Background. Pete Sandoval has graduated from
Vail High School, Montebello. He wrote the following essay while a
senior. Not only did he win first place in the Montebello Rotary
Club's contest, receiving $250, but, also, he won first place in the Rotary
District 5300 contest, receiving $3,000. The contest is known as the
Rotary-Hensel Ethics Essay Contest and is funded by Rotarian George R.
An Ethical Lifestyle
I grew up in a
neighborhood surrounded by gang activity where it was difficult to know the
difference between right and wrong, an unethical existence. What was
right at school and in my home was wrong on the streets of Los Angeles.
I was confused by what I saw and lacked a consistent measure for the ethical
structure every child needs. Every day, I witnessed the effects of
drugs and alcohol abuse on the young people who were trying to make their
way through life. I read the signs of graffiti representing the
hopelessness and fear behind closed doors. Each morning, as I made my
way to school, I fought off criticism and ridicule because I chose not to
get involved in the deep-seated power of street gangs.
Each day was a battle to
keep safe and unharmed. I walked down city streets looking over my
shoulder, wondering when it would be my turn to take a bullet. It
would have been easier to join a gang and accept the protection of my
neighborhood and its convoluted value system. I knew at any any early
age that this would have long term consequences; I knew that the gang
life would fill my life with regrets. To grow up in Los Angeles
without a gang affiliation was the ethical thing to do. But to walk
alone was a dangerous way to grow up.
This knowledge came to me
with my father's death. My dad was a member of "Choppers" and to this
day, I haven't been told much about his life. I do know that he
maintained an affiliation that resulted in his death when I was only five.
I was tool young to understand the situation. One day I woke up to
find he was gone forever. Not much was said. I filled the
silence with fear and suspicion. I found it difficult to trust anyone.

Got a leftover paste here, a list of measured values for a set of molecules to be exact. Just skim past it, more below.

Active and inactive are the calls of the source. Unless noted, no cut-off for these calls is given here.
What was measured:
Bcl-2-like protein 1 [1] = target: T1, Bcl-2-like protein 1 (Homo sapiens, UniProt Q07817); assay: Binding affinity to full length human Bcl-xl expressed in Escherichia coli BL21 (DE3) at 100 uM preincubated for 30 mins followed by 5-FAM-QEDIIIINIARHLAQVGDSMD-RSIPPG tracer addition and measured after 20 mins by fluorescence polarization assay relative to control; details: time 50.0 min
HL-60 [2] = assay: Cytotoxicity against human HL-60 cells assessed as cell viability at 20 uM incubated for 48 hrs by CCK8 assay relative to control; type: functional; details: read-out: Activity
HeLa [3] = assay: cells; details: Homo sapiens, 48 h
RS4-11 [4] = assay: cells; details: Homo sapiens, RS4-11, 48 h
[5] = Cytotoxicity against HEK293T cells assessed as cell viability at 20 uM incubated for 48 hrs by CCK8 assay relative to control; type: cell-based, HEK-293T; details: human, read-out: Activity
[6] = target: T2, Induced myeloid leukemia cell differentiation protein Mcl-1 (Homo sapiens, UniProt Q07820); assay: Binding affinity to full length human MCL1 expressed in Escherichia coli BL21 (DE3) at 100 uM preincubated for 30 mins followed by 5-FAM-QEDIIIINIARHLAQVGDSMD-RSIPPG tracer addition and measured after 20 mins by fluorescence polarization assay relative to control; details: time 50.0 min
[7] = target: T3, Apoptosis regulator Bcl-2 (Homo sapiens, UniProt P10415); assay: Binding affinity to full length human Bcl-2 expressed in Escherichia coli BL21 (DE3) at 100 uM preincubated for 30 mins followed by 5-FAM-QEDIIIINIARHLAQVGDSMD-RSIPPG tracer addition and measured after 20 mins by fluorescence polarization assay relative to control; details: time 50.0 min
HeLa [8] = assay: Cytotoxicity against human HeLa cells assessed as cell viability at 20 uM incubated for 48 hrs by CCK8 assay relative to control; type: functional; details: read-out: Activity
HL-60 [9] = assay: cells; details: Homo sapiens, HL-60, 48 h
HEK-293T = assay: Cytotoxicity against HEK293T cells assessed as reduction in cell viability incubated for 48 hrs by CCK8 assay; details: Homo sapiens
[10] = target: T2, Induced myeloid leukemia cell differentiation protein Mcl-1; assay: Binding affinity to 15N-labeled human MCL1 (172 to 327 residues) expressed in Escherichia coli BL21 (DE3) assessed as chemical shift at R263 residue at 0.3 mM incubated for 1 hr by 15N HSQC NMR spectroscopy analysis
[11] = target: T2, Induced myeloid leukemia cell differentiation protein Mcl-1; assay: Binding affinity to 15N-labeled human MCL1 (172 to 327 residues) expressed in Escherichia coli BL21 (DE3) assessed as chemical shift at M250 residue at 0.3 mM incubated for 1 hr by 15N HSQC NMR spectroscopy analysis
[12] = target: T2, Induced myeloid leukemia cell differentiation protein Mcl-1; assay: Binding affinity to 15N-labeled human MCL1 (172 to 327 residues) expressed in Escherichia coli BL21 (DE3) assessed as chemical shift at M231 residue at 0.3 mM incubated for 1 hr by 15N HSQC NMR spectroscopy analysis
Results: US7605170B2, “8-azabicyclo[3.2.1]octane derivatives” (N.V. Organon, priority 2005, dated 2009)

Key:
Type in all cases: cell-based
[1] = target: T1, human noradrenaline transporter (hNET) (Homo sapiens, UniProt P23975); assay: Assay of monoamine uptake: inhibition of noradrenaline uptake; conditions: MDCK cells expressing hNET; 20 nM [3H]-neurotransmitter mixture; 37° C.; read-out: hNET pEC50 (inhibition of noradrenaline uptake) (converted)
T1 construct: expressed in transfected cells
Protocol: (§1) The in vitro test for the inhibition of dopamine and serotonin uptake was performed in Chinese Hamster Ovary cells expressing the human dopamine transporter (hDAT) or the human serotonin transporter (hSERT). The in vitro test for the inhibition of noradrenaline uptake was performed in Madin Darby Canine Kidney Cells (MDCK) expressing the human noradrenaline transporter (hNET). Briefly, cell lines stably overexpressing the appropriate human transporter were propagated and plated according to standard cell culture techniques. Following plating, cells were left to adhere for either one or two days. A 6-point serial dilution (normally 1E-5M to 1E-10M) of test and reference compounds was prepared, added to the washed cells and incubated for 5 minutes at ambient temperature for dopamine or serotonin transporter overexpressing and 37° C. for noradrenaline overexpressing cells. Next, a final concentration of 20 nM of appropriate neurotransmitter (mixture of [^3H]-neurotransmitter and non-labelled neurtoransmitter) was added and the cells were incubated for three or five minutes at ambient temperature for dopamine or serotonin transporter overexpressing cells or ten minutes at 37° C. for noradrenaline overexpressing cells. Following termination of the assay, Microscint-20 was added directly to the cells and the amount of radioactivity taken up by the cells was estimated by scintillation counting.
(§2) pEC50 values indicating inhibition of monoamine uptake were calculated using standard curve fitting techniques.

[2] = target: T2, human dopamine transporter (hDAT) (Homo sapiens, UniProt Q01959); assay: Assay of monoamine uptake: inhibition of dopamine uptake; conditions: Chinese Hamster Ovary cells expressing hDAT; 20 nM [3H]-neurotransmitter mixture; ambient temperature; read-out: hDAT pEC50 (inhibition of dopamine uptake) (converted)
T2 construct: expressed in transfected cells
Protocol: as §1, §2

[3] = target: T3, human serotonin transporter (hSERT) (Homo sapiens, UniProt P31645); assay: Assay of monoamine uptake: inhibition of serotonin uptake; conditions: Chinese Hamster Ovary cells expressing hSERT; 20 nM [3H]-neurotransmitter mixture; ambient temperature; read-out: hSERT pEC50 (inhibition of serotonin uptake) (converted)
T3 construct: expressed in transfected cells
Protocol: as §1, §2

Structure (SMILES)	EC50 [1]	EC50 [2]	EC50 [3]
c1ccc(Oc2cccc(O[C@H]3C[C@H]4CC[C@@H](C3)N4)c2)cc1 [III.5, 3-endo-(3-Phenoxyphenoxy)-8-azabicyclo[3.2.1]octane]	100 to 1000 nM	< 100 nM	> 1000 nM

Eventually, after a few difficult years and many disappointments, I found my
role models within my own family. My grandfather and Uncle Robert
would become the measure of my manhood. I listened to their advice and
followed the rules of my family. I found my friends at school, not in
the neighborhood. I learned to trust my teachers and enjoyed playing
sports instead of walking the streets. Consequently, I was able to
grow up with a measure of pride and an ethical code to live by.
Although there seems to
be a code of honor on the streets, there remains a distinct lack of ethics
on city streets. Our jails are filled with dishonorable young people
who traded in their morals and disrespected their families with criminal
activity. Random attacks are common where women and children are no
longer safe from their own sons and brothers. Where there are stories
of retaliation and justified homicide, however, the truth is that the
violence is senseless and has no merit on any level. It is as though
young kids have no supervision and there is no one to tell them what's right
or wrong. In addition, the media sensationalizes the situation and the
impressionable youth begins to believe that this chaotic unethical lifestyle
is their only choice. Teenagers forget that they have options for
What keeps me in line is
my fear of disappointing my family. I go home to a house governed by
logic and compassion. I know that when I go home, there's love to
guide me. When I feel lost and alone, I have people I can go to for
true protection. But this is not the case for most of the L.A. youth.
I see young impressionable boys turning to gangs for the structure their
families don't provide. It feels powerful to have friends who will
back you up, and so a lot of kids turn to the power of gang affiliation when
they have no structure and love at home. I see young people throwing
their lives away in prison and getting caught up in a heartless system,
never having the chance to build a future. With their spirits broken,
the question of right and wrong is overshadowed by their need to survive.
In this way, the ethical core of our youth is deteriorating.
With the hope of my
school, service organizations, and other community organizations like the
Boys and Girls Club, I have hope in my heart that I can live my life as a
strong ethical, contributing member of my community. I hope that when
I have a family, I can help my children stay off the streets and help make
the world a better place. I think about what my life would have been
like if my dad were here, listening to these words I write. I know
that if my dad was still alive, he would be proud of me, proud that I was
able to overcome the situation of my life. He would be proud that I
know better than to bring gang related activity into our household.
Since his death I have had to make important choices and I choose to respect
the wishes of my father and take the right road.
Each day I find a new
measure of my ethical dimension. Each day I find a reason to do the